A related question...which is (are) the best sterophile test cd’s (out of the different volumes they sell which is the best to buy?)Would these help?


Note! The room IS wider behind the listening area due to the stairwell/out cove. BUT both speakers face the deeper portion of the wall. I don't think reflections from the left speaker and the closer portion of the back wall are the problem. I tired to type out a diagram but it wouldn’t save correctly.
Isn't this a great hobby?

Re: ear flaps---someone came out and marketed a set of white leather ear flaps to wear when listening to hifi a number of years ago, probably 15-18 yrs ago. I had a set and they definitely improved the fidelity. They have long since been stored or misplaced or, unfortunately, tossed out. I haven't seen them in years, but I've moved 4 or 5 times during this period and they may still be in some unpacked box in my basement. They were quite effective. They attached to each ear. Made you look like a silly version of Mickey Mouse. But they worked.

Also Sam Tellig in Stereophile commented on them several times in his column. He wrote that his daughter borrowed them when she went off to college to help her hear the lecture in one of those massive lecture halls that colleges like to submit frosh to in order to introduce them to the joys of college life. I wonder what her classmates thought about her when they glanced over and saw her wearing these odd flaps on her ears? She must have been to talk of the class!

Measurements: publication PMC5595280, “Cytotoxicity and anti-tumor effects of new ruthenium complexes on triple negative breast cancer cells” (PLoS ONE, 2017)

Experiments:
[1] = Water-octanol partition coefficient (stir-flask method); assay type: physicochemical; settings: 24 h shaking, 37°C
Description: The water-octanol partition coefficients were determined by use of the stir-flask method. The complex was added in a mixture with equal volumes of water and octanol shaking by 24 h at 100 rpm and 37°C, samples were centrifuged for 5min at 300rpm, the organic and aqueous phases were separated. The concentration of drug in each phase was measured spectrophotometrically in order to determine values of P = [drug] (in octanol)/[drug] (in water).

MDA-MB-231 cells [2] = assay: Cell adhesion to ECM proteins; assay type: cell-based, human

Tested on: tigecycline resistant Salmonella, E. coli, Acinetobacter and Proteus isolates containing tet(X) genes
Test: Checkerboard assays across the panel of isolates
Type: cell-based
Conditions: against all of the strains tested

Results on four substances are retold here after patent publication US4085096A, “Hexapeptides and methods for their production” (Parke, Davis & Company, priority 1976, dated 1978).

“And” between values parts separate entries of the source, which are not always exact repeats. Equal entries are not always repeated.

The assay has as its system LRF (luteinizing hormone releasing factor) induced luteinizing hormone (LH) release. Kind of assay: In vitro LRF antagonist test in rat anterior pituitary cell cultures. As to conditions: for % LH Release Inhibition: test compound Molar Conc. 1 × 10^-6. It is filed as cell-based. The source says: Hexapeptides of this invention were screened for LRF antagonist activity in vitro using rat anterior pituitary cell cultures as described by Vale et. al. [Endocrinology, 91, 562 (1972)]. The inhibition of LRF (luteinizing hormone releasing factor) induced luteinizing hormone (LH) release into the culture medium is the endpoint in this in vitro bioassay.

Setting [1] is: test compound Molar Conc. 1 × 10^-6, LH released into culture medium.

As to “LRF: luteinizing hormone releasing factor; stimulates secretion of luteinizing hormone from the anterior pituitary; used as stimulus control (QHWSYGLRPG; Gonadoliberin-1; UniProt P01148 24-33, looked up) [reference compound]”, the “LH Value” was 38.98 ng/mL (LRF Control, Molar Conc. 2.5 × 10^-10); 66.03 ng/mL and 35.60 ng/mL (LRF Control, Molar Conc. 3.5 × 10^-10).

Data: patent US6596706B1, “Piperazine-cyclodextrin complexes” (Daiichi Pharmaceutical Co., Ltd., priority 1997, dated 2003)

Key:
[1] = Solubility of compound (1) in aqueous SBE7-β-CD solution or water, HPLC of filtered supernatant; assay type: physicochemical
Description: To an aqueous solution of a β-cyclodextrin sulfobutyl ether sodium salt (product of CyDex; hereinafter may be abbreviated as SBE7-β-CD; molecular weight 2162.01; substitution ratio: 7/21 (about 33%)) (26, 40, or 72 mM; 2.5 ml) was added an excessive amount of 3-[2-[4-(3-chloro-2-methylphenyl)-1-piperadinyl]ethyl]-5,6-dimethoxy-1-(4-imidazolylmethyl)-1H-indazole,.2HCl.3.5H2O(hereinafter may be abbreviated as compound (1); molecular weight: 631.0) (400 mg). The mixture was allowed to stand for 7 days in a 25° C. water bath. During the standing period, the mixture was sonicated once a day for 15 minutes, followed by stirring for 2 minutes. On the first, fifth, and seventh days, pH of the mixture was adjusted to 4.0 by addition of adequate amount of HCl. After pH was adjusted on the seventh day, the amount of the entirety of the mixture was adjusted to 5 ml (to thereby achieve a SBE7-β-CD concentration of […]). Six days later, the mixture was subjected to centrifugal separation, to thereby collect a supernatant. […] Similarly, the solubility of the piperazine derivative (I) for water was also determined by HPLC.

I hope this doesn't stick a needle into your bubble and cause any deflation of it, cuz you're definitely enjoying your system and the experiments. And, hey, maybe the time is right for you to come out with an "improved" ear flap extender---a pair that doesn't make the wearer look like an escapee from the Star Trek editing/cutting room floor! Keep at it!!!!!

Good listening to you.

By no means am I claiming I discovered something. I was kind of kidding about selling the flaps.